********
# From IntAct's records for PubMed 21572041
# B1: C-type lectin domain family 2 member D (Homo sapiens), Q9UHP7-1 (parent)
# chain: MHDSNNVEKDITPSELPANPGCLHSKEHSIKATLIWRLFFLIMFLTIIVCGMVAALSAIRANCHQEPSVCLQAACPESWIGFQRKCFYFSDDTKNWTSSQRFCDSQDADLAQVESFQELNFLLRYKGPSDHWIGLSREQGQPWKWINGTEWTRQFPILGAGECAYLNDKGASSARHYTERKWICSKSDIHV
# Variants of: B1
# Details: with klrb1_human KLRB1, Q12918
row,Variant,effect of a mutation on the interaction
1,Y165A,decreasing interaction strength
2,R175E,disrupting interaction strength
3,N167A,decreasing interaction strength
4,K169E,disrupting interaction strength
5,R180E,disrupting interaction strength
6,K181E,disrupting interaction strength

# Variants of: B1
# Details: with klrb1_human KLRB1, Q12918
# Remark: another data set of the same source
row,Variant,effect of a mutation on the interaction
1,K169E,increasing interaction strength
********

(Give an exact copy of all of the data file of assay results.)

# From IntAct's records for PubMed 21572041
# B1: C-type lectin domain family 2 member D (Homo sapiens), Q9UHP7-1 (parent)
# chain: MHDSNNVEKDITPSELPANPGCLHSKEHSIKATLIWRLFFLIMFLTIIVCGMVAALSAIRANCHQEPSVCLQAACPESWIGFQRKCFYFSDDTKNWTSSQRFCDSQDADLAQVESFQELNFLLRYKGPSDHWIGLSREQGQPWKWINGTEWTRQFPILGAGECAYLNDKGASSARHYTERKWICSKSDIHV
# Variants of: B1
# Details: with klrb1_human KLRB1, Q12918
row,Variant,effect of a mutation on the interaction
1,Y165A,decreasing interaction strength
2,R175E,disrupting interaction strength
3,N167A,decreasing interaction strength
4,K169E,disrupting interaction strength
5,R180E,disrupting interaction strength
6,K181E,disrupting interaction strength

# Variants of: B1
# Details: with klrb1_human KLRB1, Q12918
# Remark: another data set of the same source
row,Variant,effect of a mutation on the interaction
1,K169E,increasing interaction strength